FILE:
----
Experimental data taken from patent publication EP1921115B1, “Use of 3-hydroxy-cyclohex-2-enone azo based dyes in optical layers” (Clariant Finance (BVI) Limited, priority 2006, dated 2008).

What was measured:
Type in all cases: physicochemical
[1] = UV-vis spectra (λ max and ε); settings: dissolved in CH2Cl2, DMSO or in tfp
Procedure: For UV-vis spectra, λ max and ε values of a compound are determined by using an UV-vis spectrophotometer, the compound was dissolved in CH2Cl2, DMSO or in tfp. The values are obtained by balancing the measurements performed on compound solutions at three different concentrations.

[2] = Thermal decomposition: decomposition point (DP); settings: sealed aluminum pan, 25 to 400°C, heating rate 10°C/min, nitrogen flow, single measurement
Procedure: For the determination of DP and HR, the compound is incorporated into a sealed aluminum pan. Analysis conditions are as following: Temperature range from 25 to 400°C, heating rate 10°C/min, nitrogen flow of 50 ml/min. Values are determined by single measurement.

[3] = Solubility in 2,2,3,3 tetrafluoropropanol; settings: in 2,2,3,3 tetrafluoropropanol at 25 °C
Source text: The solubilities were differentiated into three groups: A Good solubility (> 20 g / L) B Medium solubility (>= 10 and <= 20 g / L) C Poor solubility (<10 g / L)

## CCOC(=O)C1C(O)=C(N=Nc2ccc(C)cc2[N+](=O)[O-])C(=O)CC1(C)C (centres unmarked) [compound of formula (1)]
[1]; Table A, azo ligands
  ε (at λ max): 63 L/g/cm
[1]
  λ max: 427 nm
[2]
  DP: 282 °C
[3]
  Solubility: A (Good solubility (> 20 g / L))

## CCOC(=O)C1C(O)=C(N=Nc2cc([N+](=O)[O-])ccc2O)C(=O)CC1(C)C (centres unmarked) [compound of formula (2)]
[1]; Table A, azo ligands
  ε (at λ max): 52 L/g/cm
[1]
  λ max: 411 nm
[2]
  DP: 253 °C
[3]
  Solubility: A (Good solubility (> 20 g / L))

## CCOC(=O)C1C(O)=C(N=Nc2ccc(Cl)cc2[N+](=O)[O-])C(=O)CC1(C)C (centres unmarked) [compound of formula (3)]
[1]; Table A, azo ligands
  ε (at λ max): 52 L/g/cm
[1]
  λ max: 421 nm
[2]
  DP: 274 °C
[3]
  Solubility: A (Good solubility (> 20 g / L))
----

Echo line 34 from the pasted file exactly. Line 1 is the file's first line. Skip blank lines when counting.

  DP: 274 °C